THE DAY BEFORE I was released from Loughlin House prison in County Cavan, I watched some tennis tournament. One of the Williams sisters had just won it. She was standing on the court with her trophy, taking the applause from the crowd. All I could see was the words, “Stella Artois”.
I was released the following afternoon and given a bus ticket back to Dublin. Having no one to go to, no family that could trust me, not a friend in the world, I was drunk by 5pm. I slept rough on the streets around Dublin City centre for a period and found myself in a Salvation Army homeless hostel where alcohol and drugs were a very evident and real issue. I drank daily and spoke fondly of sport with the other residents as we drank on the streets.
I often recalled an under 21-game I’d played in as cornerback. Playing alongside someone who is now a GAA legend – my claim to fame. I played well that day and indeed that season. However alcohol was certainly taking control as the season progressed. And so, my behaviour around my football club worsened and I was no longer welcome there, actually missing out on the under 21-league final, which we won.
Looking back now I remember mentors and club mates speaking to me about my drinking but at the time I was blind to their opinion – theirs, my friends and, sadly, my family’s also.
However shortly after presenting to the Salvation Army hostel, I was in a place where I could ask for help in stopping drinking. I asked, and two hours later I was at my first AA meeting. Almost eight years later, I haven’t drank since.
Playing a role in my recovery
Through that time and indeed from my early recovery days I thought of my time playing GAA. Good times in a club where for the only time I felt “part of” something. I was too frightened to go back, my behaviour had been totally unacceptable and I couldn’t bring myself to face up to my wrongs. As time went on and recovery continued I needed to move forward. I’d made many amends to my wrongs and had regained friendships and family. I was also working for the Salvation Army, having returned to education.
I still had a fondness for GAA and a longing to be part of my club again.
Family members and club members I’d met all encouraged me to go back. I checked the club website and took down the former chairman’s phone number, a number that was in my phone for two years. Early 2010 I made that phone call. To my surprise, my call was met with a welcome and surprise on his part as rumour had it I had been killed. I asked if I would be welcomed back and I received a honest welcome and we spoke of the opinions that had been voiced when I was 21.
Help had been there for me if I’d have been in a place to take it. Concern was felt throughout the club for me over the years and I could honestly feel that from the tone of his voice. So, I bought some boots and some gear and I went back. As I entered the hall for pre-season training, I was met by some strange looks, but also met with a few handshakes and generally I was welcomed back.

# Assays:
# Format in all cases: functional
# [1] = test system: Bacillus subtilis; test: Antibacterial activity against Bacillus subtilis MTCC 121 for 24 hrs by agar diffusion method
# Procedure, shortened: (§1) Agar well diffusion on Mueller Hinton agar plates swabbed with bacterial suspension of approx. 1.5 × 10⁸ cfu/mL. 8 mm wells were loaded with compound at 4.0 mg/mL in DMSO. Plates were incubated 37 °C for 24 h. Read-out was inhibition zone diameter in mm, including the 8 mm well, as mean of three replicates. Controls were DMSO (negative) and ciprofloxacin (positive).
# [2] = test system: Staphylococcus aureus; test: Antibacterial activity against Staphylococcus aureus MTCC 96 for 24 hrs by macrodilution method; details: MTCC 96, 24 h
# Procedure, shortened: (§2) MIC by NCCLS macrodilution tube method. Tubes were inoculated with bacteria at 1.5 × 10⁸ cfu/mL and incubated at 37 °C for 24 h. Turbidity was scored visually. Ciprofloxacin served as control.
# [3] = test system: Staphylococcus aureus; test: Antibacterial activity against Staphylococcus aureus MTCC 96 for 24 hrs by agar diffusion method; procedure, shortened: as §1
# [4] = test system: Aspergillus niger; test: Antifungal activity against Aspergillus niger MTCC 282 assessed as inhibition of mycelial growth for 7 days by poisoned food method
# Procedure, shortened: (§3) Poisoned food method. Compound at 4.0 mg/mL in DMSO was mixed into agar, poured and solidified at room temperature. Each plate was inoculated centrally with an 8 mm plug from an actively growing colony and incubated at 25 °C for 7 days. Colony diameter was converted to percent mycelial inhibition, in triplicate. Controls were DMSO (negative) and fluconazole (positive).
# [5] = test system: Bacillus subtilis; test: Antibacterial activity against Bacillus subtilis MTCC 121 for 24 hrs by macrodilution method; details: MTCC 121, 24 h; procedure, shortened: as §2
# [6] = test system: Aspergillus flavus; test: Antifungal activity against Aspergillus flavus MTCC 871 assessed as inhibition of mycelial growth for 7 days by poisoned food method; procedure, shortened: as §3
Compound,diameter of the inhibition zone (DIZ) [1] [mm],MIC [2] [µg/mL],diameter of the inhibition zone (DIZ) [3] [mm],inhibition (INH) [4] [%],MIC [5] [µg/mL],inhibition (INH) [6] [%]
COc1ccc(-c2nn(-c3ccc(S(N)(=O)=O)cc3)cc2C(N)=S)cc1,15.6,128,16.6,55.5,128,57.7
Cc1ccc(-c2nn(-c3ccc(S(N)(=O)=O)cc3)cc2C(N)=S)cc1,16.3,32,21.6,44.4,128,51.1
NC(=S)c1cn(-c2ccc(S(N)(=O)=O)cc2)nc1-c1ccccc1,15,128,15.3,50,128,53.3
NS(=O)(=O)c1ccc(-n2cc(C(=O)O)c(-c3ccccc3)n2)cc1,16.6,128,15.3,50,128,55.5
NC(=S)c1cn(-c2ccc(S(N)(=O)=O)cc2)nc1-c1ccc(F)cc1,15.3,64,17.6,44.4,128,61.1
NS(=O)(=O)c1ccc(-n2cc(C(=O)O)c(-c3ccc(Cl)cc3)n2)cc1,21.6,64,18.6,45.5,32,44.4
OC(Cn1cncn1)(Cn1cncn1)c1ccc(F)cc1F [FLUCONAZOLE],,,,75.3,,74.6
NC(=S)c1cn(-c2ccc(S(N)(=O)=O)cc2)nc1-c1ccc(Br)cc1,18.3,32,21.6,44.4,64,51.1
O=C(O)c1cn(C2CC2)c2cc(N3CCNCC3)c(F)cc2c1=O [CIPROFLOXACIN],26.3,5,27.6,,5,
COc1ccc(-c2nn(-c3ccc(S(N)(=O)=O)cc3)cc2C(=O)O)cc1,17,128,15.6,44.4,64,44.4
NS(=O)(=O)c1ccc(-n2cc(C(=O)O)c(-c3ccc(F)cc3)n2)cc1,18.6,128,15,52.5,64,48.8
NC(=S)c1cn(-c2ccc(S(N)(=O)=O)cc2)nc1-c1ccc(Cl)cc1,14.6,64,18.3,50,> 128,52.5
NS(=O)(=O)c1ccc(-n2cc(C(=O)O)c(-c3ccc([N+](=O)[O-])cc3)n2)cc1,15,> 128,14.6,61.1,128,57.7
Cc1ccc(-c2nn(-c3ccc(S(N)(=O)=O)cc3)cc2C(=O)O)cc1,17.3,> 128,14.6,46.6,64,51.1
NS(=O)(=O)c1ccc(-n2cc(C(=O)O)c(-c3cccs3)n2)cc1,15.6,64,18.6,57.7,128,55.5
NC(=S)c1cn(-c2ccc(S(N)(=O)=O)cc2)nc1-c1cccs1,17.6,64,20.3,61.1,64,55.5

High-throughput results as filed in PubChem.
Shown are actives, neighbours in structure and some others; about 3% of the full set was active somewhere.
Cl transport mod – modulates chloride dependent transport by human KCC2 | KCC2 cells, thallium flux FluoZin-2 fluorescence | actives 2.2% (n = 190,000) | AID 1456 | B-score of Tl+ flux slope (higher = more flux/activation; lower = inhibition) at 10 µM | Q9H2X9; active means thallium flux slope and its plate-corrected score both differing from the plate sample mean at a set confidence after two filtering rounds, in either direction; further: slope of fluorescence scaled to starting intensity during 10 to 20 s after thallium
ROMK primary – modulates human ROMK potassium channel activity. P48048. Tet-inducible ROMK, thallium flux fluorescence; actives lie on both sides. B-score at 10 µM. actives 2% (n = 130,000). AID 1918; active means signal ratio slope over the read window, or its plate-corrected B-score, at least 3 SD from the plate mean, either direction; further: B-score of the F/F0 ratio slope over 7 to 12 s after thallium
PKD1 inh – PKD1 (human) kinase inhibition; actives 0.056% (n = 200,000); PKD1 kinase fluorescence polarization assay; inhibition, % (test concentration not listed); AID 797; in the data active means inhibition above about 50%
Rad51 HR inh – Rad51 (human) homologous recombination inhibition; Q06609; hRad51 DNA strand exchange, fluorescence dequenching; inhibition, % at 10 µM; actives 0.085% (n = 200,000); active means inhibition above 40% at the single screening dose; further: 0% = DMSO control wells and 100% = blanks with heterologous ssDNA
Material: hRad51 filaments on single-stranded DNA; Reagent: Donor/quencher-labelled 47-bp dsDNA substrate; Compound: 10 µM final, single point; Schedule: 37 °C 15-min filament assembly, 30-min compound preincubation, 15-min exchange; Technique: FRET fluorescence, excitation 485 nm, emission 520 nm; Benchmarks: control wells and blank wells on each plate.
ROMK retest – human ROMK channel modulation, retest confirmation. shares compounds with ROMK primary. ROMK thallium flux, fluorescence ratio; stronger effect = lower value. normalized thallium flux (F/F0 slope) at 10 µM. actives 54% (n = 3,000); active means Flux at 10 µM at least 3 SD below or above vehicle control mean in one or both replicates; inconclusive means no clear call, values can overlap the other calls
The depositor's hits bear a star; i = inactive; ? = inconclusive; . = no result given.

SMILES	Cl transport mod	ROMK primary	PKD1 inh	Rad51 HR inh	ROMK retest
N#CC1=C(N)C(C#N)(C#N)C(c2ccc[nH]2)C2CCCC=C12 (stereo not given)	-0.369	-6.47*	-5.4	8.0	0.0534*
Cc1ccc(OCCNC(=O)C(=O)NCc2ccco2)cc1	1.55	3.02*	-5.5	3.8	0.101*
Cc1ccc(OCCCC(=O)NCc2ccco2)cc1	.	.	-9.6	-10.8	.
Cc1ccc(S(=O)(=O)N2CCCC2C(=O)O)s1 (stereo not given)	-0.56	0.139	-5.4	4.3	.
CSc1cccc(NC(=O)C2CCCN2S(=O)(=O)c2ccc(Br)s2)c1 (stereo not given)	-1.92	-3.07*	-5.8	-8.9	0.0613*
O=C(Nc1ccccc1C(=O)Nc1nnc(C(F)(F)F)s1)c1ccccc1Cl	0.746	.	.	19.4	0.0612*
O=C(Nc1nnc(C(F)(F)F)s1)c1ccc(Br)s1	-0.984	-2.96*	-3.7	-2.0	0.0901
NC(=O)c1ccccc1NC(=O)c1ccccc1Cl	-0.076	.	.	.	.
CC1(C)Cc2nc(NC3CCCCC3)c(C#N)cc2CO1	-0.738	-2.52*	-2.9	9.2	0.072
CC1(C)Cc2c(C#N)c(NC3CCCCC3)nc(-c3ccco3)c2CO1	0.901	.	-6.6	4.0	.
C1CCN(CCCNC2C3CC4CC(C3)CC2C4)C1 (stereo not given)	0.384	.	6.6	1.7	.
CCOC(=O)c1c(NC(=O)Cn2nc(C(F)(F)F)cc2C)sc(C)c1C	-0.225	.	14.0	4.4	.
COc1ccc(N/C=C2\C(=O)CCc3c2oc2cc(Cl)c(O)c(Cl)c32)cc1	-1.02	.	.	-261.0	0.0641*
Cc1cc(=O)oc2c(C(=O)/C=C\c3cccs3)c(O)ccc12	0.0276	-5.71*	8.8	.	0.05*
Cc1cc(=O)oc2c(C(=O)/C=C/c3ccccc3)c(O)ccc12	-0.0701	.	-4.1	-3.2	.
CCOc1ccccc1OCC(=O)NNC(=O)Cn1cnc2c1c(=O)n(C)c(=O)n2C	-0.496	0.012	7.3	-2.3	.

Earning back trust
That was three years ago and as time went on I earned, I think, the trust of the club again. It is one of the most positive moves in my personal development, bar none.
I have achieved personal wins (player of the year) and team awards captain to a promotion winning junior side and promotion the following season to that. All of which were enjoyed in our club house bar. I took part but did so without having to need to drink. My team mates though, well, you can imagine there was a pint or two had. Which brings me to the filling of cups with alcohol. Since man first crushed grapes, “victory on the field” has always been celebrated with “wine and women”.
I see people these days concerned around alcohol advertising in GAA and indeed other sports. I can say, however, that certainly in GAA clubs there are officers in place to raise awareness of the dangers of alcohol to young people in general – a system that wasn’t in place in my day. If it had been, then who knows what may have happened in my life. Although I do say that what did happen, happened.
It is true that such programmes are funded by such alcohol advertisements. I also believe that the ‘safest’ way for a youth to drink is to not drink at all, however we were all young once and that’s on the whole not a possibility. Raise the issue with them, inform them, make them aware of the dangers that way their choices and decisions are educated.
Some media commentators think this idea ironic, but if these ideas where in place when I was 21, who knows.
To be part of my football club means the world to me. The GAA means the world to me. My dad told me recently the worst thing I did was disconnecting with the GAA. My club like many others rely on bar revenue and sponsorship from alcohol companies. I, like many others, rely on my club.
Should there be alcohol advertising in sport, in the GAA? As a recovering alcoholic I should say no. I was blind to choice at one time in my life, but I think in today’s economic climate sport maybe isn’t blind to choice – but has very little options either.
The GAA needs it, the clubs, the grass roots need the GAA to make such decisions and more importantly, to me, I need the GAA. I need Croke Park. I need days like the September 18 2011, standing on Hill 16. Most of all I need my club to keep its doors open.
The writer of this article wished to remain anonymous.